Coward Odinga postpones controversial swearing-in Intensified threats

Raila Odinga

After weeks of dancing with the public’s emotions, NASA chief Raila Odinga will not be sworn in tomorrow as he had threatened, after all.

After a daylong meeting with his team, he backed down from his vow with a whimper.

“The swearing-in of Raila Odinga and Kalonzo Musyoka as President and Deputy President of the Republic of Kenya and the launch of the People’s Assembly scheduled for Tuesday, 12 December, has been postponed to a later date,” NASA said in a statement read by co-principal and Raila’s chief Presidential Campaigner Musalia Mudavadi.

“We wish to thank the government and the people of Mombasa who had graciously offered to host the event. Thank you very much, Mombasa.”

It was the first time a venue was being identified in the inauguration circus.

The press conference was not attended by Raila, but it appeared that intense efforts by close allies, family, diplomats, business and religious sector leaders to dissuade him from the plan had borne fruit. Inside sources say Western diplomats led by American ambassador Robert Godec had cornered the former Premier on the oath. The family, led by Raila’s wife, Ida, had also flatly rejected the idea which Raila unilaterally announced two weeks ago on the road to Jacaranda.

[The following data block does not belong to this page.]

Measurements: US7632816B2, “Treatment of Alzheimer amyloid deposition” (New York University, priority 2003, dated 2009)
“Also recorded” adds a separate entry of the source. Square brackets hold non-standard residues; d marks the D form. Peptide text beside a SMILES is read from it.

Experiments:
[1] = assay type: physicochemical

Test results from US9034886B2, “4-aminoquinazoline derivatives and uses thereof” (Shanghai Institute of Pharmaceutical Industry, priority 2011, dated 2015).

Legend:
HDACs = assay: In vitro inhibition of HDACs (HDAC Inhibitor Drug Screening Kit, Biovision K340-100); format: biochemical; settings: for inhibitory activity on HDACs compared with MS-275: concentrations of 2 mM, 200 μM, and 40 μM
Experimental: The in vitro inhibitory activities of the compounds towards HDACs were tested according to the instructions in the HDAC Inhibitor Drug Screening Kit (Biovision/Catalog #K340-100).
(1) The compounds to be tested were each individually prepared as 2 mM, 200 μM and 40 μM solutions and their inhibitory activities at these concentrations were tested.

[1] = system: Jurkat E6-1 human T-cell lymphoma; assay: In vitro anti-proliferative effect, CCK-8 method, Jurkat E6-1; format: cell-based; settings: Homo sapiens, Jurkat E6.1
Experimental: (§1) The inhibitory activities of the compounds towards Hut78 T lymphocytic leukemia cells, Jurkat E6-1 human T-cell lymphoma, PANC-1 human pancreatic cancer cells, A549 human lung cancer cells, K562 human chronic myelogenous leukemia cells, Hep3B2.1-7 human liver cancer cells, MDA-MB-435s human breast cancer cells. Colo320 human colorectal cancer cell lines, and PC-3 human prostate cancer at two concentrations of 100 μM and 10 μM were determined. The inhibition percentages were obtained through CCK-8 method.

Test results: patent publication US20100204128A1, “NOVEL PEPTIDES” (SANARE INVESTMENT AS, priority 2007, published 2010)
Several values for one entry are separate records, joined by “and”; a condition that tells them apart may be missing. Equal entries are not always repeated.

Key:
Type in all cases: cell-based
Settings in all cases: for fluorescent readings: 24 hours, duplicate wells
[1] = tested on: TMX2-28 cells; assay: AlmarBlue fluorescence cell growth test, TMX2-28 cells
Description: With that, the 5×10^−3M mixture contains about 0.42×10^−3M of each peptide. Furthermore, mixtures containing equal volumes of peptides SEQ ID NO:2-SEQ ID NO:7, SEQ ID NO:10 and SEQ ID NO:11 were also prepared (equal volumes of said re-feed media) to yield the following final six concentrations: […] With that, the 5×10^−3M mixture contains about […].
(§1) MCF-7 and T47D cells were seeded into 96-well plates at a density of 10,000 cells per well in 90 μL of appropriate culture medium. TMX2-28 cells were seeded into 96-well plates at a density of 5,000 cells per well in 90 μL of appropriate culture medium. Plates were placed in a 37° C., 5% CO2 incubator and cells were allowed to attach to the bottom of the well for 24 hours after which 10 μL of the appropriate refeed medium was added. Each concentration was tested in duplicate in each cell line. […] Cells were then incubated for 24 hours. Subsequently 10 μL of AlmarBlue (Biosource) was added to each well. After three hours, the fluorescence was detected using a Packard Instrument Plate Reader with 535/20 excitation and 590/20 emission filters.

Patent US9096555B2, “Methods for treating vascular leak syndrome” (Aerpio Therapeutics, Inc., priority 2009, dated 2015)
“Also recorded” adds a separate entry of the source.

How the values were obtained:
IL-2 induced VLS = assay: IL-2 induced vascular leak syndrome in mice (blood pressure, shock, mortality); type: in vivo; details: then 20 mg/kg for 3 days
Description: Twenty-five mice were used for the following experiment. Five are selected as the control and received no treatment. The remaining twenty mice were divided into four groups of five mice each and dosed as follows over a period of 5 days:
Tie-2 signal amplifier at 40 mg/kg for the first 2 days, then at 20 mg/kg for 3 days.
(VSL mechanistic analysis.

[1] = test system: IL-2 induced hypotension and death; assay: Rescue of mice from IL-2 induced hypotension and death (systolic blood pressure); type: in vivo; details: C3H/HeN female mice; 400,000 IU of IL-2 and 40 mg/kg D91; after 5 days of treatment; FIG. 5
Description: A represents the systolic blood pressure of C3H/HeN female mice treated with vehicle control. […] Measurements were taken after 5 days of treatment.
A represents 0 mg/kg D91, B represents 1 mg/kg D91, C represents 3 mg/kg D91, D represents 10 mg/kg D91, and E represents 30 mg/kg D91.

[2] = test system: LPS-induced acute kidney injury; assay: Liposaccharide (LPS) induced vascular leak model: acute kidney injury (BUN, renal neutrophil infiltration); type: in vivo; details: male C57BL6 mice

Impeccable sources told the Star how the swearing plan had strained relations within Nasa as all the other co-principals and the strategy team were uncomfortable.

The diplomats reliably told the Nasa leadership that President Kenyatta had expressed willingness to engage on the reform agenda.

The party said it was aware that many supporters who have been “eagerly waiting for this occasion” will be disappointed. It did not give any reasons for the “postponement” to an unspecified date or the next steps forward but said it would continue with “vigorous and prolonged resistance”.

Raila’s threat to be sworn in had kept his supporters and the public on tenterhooks. But he was equally under pressure to call off the plans, which many believed he had been coaxed into by his more radical supporters.

He was sitting on the horns of a dilemma: He was damned if he did and doomed if he didn’t live up to his threat. Torn between appeasing his supporters and securing his legacy, older counsel seems to have prevailed.


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